This picture was put on Twitter today, with the comment “Very disappointed by @sainsburys sexism: since when are science/history/astronomy ‘men’s’ interests?”
Notice that there are magazines for artists, scientists, history buffs, and more. Once upon a time, when the world appeared to be in black & white, these were the preserve of men, but we aren’t living in the 1950s anymore.
Quite soon, there was a reply from a man who said something about how it happens the other way about (I can’t remember what his example was, but it’s not difficult to imagine one, cookery for example) and ended with “so what?”
So what indeed? Isn’t this all very trivial? Aren’t there more important things to worry about?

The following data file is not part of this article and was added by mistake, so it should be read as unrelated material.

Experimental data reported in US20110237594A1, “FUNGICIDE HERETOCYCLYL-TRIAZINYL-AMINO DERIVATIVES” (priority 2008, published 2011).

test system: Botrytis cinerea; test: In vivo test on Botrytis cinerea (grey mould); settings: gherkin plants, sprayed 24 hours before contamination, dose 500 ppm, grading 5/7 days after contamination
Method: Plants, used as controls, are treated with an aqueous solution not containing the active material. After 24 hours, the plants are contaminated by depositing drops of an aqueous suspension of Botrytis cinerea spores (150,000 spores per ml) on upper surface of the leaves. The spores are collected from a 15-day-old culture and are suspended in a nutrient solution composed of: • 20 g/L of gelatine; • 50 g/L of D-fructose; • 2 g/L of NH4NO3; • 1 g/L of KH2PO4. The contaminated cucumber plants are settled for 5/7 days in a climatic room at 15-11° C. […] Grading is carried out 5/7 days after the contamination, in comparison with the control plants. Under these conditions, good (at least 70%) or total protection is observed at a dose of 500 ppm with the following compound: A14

Well yes, in a way that’s true, but I’ve never understood the argument that we shouldn’t concern ourselves with a problem if there’s a more serious problem to worry about. Why not address both?
Besides, the trivial nature of this particular problem cuts both ways. It would not be prohibitively expensive to fix, just throw out the sexist signs and arrange magazines by genre; motoring, sci-fi, cookery etcetera. Let people decide for themselves what their interests are, don’t tell them what they should be based on gender.
And the cumulative effect is considerably greater than any single “trivial” incident. The drip-drip effect of casual sexism is more corrosive than blatant misogyny because it goes largely unnoticed, so shining a light on it, though it may well attract mockery, can help undermine the greater bigotry.
I was alerted to this topic on Twitter by someone with the username “@EverydaySexism” – well worth a follow. See also their website everydaysexism.com.
- Tesco Retro (vagendamag.blogspot.co.uk)